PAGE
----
During implantation the incident ions interact with stable atoms of the target crystal lattice and energy is transfered to the target atom. If the transfered energy exceeds the binding energy of the solid atom, it is removed from its lattice position and a mobile recoil is generated. The produced recoil penetrates deeper into the target and generates further recoils.
Each recoil event creates one vacancy at the point from where the atom is displaced and an interstitial at the point where it comes to rest. Thus an equal number of interstitals and vacancies (known as Frankel pairs) is created during this process.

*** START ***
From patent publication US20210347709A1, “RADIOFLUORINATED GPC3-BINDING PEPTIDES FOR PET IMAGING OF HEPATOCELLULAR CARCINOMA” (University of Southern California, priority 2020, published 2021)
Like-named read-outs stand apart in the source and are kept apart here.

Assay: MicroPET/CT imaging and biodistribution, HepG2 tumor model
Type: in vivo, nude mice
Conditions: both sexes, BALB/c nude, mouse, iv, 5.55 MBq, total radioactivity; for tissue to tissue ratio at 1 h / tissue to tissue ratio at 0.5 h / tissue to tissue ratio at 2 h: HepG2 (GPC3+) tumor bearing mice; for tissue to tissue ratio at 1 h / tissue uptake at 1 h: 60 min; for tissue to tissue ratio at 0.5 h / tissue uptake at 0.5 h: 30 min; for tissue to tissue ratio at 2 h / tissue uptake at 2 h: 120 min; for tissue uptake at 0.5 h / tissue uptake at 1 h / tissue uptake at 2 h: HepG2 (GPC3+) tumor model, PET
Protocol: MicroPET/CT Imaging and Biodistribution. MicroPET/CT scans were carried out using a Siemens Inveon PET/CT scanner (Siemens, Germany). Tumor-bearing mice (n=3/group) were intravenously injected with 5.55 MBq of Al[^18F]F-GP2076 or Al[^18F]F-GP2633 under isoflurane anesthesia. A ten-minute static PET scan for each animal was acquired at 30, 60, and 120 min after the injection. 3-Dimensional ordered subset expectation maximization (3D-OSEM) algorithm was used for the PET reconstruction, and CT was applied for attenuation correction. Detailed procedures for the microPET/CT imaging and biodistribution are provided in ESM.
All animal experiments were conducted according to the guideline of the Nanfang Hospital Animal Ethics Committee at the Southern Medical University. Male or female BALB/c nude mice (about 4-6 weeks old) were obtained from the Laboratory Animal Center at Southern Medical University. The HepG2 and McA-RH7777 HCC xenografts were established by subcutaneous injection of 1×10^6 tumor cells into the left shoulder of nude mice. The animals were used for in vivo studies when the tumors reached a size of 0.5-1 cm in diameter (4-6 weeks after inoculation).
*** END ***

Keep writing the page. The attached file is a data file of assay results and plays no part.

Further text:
For each dopant ion entering the silicon crystal the point defect concentration consists of the number of residual Frankel pairs plus one interstitial. Essentially, all the interstitials and vacancies produced, annihilate in the early stages of the anneal, leaving only a dose of interstitials due to extra dopant ions introduced into the lattice. This distribution is known as plus-one distribution.
Point-defect diffusion models based on the plus-one distribution were succesuffuly applied for the microscopic explanation of the energy dependence of transient enhanced diffusion (TED) .